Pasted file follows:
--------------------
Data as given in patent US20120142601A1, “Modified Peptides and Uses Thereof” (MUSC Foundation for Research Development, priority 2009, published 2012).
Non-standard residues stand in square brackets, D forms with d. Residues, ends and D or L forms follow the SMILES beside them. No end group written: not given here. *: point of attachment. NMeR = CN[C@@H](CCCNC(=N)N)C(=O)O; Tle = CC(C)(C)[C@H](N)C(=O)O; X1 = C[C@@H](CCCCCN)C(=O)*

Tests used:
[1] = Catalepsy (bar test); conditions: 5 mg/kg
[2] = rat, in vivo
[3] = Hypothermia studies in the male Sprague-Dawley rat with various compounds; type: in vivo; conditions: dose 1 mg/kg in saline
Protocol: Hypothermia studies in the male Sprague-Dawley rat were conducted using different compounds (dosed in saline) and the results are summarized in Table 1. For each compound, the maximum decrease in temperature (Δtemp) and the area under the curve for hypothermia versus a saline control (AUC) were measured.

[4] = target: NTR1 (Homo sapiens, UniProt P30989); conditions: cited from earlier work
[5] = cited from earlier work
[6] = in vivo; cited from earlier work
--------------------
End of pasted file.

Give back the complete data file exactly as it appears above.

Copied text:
Data as given in patent US20120142601A1, “Modified Peptides and Uses Thereof” (MUSC Foundation for Research Development, priority 2009, published 2012).
Non-standard residues stand in square brackets, D forms with d. Residues, ends and D or L forms follow the SMILES beside them. No end group written: not given here. *: point of attachment. NMeR = CN[C@@H](CCCNC(=N)N)C(=O)O; Tle = CC(C)(C)[C@H](N)C(=O)O; X1 = C[C@@H](CCCCCN)C(=O)*

Tests used:
[1] = Catalepsy (bar test); conditions: 5 mg/kg
[2] = rat, in vivo
[3] = Hypothermia studies in the male Sprague-Dawley rat with various compounds; type: in vivo; conditions: dose 1 mg/kg in saline
Protocol: Hypothermia studies in the male Sprague-Dawley rat were conducted using different compounds (dosed in saline) and the results are summarized in Table 1. For each compound, the maximum decrease in temperature (Δtemp) and the area under the curve for hypothermia versus a saline control (AUC) were measured.

[4] = target: NTR1 (Homo sapiens, UniProt P30989); conditions: cited from earlier work
[5] = cited from earlier work
[6] = in vivo; cited from earlier work